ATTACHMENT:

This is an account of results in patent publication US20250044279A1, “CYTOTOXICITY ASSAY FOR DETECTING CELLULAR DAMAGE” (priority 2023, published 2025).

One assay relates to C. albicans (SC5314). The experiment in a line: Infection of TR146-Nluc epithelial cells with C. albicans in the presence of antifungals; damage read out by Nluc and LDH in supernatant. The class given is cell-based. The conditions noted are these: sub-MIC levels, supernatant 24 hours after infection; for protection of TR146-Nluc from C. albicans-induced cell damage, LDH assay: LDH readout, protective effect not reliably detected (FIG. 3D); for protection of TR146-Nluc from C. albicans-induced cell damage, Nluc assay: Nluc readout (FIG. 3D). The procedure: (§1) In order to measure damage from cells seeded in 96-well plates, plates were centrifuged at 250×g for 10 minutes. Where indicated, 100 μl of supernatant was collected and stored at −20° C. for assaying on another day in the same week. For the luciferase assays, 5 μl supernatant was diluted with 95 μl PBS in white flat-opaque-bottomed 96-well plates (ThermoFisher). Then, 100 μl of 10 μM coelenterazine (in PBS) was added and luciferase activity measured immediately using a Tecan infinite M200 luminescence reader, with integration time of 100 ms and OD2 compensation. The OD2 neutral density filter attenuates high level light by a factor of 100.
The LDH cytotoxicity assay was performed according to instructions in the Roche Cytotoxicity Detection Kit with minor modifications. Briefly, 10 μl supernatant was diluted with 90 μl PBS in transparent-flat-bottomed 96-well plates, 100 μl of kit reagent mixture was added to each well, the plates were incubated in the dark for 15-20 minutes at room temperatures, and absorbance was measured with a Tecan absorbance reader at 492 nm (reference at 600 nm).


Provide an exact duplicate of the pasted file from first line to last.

This is an account of results in patent publication US20250044279A1, “CYTOTOXICITY ASSAY FOR DETECTING CELLULAR DAMAGE” (priority 2023, published 2025).

One assay relates to C. albicans (SC5314). The experiment in a line: Infection of TR146-Nluc epithelial cells with C. albicans in the presence of antifungals; damage read out by Nluc and LDH in supernatant. The class given is cell-based. The conditions noted are these: sub-MIC levels, supernatant 24 hours after infection; for protection of TR146-Nluc from C. albicans-induced cell damage, LDH assay: LDH readout, protective effect not reliably detected (FIG. 3D); for protection of TR146-Nluc from C. albicans-induced cell damage, Nluc assay: Nluc readout (FIG. 3D). The procedure: (§1) In order to measure damage from cells seeded in 96-well plates, plates were centrifuged at 250×g for 10 minutes. Where indicated, 100 μl of supernatant was collected and stored at −20° C. for assaying on another day in the same week. For the luciferase assays, 5 μl supernatant was diluted with 95 μl PBS in white flat-opaque-bottomed 96-well plates (ThermoFisher). Then, 100 μl of 10 μM coelenterazine (in PBS) was added and luciferase activity measured immediately using a Tecan infinite M200 luminescence reader, with integration time of 100 ms and OD2 compensation. The OD2 neutral density filter attenuates high level light by a factor of 100.
The LDH cytotoxicity assay was performed according to instructions in the Roche Cytotoxicity Detection Kit with minor modifications. Briefly, 10 μl supernatant was diluted with 90 μl PBS in transparent-flat-bottomed 96-well plates, 100 μl of kit reagent mixture was added to each well, the plates were incubated in the dark for 15-20 minutes at room temperatures, and absorbance was measured with a Tecan absorbance reader at 492 nm (reference at 600 nm).